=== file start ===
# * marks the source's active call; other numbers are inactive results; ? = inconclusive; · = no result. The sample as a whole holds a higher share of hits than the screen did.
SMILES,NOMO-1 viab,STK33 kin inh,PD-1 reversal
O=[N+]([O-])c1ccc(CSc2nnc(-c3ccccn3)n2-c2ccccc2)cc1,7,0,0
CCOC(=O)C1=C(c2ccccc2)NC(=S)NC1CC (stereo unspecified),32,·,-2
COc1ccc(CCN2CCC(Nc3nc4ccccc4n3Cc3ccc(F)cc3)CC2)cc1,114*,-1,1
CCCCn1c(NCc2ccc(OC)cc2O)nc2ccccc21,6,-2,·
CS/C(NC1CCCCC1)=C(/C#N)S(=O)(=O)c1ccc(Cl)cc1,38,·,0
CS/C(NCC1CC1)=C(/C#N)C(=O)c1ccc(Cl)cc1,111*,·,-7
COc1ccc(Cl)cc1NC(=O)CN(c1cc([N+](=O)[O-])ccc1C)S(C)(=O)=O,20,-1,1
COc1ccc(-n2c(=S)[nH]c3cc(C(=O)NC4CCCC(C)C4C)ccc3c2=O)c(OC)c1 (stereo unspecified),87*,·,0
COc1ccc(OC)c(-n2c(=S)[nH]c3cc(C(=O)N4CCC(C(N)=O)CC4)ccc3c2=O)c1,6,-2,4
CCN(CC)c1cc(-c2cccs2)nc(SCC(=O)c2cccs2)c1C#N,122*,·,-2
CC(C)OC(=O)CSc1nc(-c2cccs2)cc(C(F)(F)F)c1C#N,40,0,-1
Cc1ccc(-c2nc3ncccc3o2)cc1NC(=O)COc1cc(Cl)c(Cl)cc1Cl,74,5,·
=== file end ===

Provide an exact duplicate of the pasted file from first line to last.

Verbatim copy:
# * marks the source's active call; other numbers are inactive results; ? = inconclusive; · = no result. The sample as a whole holds a higher share of hits than the screen did.
SMILES,NOMO-1 viab,STK33 kin inh,PD-1 reversal
O=[N+]([O-])c1ccc(CSc2nnc(-c3ccccn3)n2-c2ccccc2)cc1,7,0,0
CCOC(=O)C1=C(c2ccccc2)NC(=S)NC1CC (stereo unspecified),32,·,-2
COc1ccc(CCN2CCC(Nc3nc4ccccc4n3Cc3ccc(F)cc3)CC2)cc1,114*,-1,1
CCCCn1c(NCc2ccc(OC)cc2O)nc2ccccc21,6,-2,·
CS/C(NC1CCCCC1)=C(/C#N)S(=O)(=O)c1ccc(Cl)cc1,38,·,0
CS/C(NCC1CC1)=C(/C#N)C(=O)c1ccc(Cl)cc1,111*,·,-7
COc1ccc(Cl)cc1NC(=O)CN(c1cc([N+](=O)[O-])ccc1C)S(C)(=O)=O,20,-1,1
COc1ccc(-n2c(=S)[nH]c3cc(C(=O)NC4CCCC(C)C4C)ccc3c2=O)c(OC)c1 (stereo unspecified),87*,·,0
COc1ccc(OC)c(-n2c(=S)[nH]c3cc(C(=O)N4CCC(C(N)=O)CC4)ccc3c2=O)c1,6,-2,4
CCN(CC)c1cc(-c2cccs2)nc(SCC(=O)c2cccs2)c1C#N,122*,·,-2
CC(C)OC(=O)CSc1nc(-c2cccs2)cc(C(F)(F)F)c1C#N,40,0,-1
Cc1ccc(-c2nc3ncccc3o2)cc1NC(=O)COc1cc(Cl)c(Cl)cc1Cl,74,5,·